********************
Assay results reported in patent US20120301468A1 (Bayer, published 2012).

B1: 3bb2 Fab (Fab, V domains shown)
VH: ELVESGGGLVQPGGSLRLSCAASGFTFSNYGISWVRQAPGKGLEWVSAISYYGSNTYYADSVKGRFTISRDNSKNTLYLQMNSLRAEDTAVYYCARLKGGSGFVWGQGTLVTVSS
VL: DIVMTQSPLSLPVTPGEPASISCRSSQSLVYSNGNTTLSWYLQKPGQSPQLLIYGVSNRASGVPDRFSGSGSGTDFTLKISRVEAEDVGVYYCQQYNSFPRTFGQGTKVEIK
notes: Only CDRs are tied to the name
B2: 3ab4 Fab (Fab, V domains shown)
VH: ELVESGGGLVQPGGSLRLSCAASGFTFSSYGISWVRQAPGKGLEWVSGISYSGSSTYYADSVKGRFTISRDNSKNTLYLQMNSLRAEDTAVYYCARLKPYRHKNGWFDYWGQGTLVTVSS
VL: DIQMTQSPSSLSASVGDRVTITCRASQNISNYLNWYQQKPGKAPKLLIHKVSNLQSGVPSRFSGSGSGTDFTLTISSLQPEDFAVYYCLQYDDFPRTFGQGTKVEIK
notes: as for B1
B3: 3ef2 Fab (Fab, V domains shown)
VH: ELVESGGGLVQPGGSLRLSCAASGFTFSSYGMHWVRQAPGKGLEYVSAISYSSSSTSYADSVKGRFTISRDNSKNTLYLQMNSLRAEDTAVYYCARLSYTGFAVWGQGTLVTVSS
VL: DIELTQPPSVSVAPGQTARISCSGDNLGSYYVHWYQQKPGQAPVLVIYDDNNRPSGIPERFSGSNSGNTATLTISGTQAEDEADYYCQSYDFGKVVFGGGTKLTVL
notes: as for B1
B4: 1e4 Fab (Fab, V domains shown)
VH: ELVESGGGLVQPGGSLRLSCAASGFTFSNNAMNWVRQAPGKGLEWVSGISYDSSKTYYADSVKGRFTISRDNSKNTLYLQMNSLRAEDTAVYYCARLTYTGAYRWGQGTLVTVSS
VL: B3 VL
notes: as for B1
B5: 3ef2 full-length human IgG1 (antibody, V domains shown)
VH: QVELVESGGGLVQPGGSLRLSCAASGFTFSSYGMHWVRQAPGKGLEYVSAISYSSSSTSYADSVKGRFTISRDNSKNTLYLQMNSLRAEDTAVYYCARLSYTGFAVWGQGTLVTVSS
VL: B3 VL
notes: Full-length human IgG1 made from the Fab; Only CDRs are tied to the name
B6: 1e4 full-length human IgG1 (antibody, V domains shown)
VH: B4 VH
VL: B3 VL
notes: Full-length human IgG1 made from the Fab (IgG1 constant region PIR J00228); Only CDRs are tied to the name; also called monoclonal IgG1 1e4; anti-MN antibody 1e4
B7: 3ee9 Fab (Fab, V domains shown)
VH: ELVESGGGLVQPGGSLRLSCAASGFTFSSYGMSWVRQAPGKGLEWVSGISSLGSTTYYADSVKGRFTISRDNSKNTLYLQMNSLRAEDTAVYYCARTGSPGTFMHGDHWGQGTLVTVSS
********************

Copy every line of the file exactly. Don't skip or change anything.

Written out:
Assay results reported in patent US20120301468A1 (Bayer, published 2012).

B1: 3bb2 Fab (Fab, V domains shown)
VH: ELVESGGGLVQPGGSLRLSCAASGFTFSNYGISWVRQAPGKGLEWVSAISYYGSNTYYADSVKGRFTISRDNSKNTLYLQMNSLRAEDTAVYYCARLKGGSGFVWGQGTLVTVSS
VL: DIVMTQSPLSLPVTPGEPASISCRSSQSLVYSNGNTTLSWYLQKPGQSPQLLIYGVSNRASGVPDRFSGSGSGTDFTLKISRVEAEDVGVYYCQQYNSFPRTFGQGTKVEIK
notes: Only CDRs are tied to the name
B2: 3ab4 Fab (Fab, V domains shown)
VH: ELVESGGGLVQPGGSLRLSCAASGFTFSSYGISWVRQAPGKGLEWVSGISYSGSSTYYADSVKGRFTISRDNSKNTLYLQMNSLRAEDTAVYYCARLKPYRHKNGWFDYWGQGTLVTVSS
VL: DIQMTQSPSSLSASVGDRVTITCRASQNISNYLNWYQQKPGKAPKLLIHKVSNLQSGVPSRFSGSGSGTDFTLTISSLQPEDFAVYYCLQYDDFPRTFGQGTKVEIK
notes: as for B1
B3: 3ef2 Fab (Fab, V domains shown)
VH: ELVESGGGLVQPGGSLRLSCAASGFTFSSYGMHWVRQAPGKGLEYVSAISYSSSSTSYADSVKGRFTISRDNSKNTLYLQMNSLRAEDTAVYYCARLSYTGFAVWGQGTLVTVSS
VL: DIELTQPPSVSVAPGQTARISCSGDNLGSYYVHWYQQKPGQAPVLVIYDDNNRPSGIPERFSGSNSGNTATLTISGTQAEDEADYYCQSYDFGKVVFGGGTKLTVL
notes: as for B1
B4: 1e4 Fab (Fab, V domains shown)
VH: ELVESGGGLVQPGGSLRLSCAASGFTFSNNAMNWVRQAPGKGLEWVSGISYDSSKTYYADSVKGRFTISRDNSKNTLYLQMNSLRAEDTAVYYCARLTYTGAYRWGQGTLVTVSS
VL: B3 VL
notes: as for B1
B5: 3ef2 full-length human IgG1 (antibody, V domains shown)
VH: QVELVESGGGLVQPGGSLRLSCAASGFTFSSYGMHWVRQAPGKGLEYVSAISYSSSSTSYADSVKGRFTISRDNSKNTLYLQMNSLRAEDTAVYYCARLSYTGFAVWGQGTLVTVSS
VL: B3 VL
notes: Full-length human IgG1 made from the Fab; Only CDRs are tied to the name
B6: 1e4 full-length human IgG1 (antibody, V domains shown)
VH: B4 VH
VL: B3 VL
notes: Full-length human IgG1 made from the Fab (IgG1 constant region PIR J00228); Only CDRs are tied to the name; also called monoclonal IgG1 1e4; anti-MN antibody 1e4
B7: 3ee9 Fab (Fab, V domains shown)
VH: ELVESGGGLVQPGGSLRLSCAASGFTFSSYGMSWVRQAPGKGLEWVSGISSLGSTTYYADSVKGRFTISRDNSKNTLYLQMNSLRAEDTAVYYCARTGSPGTFMHGDHWGQGTLVTVSS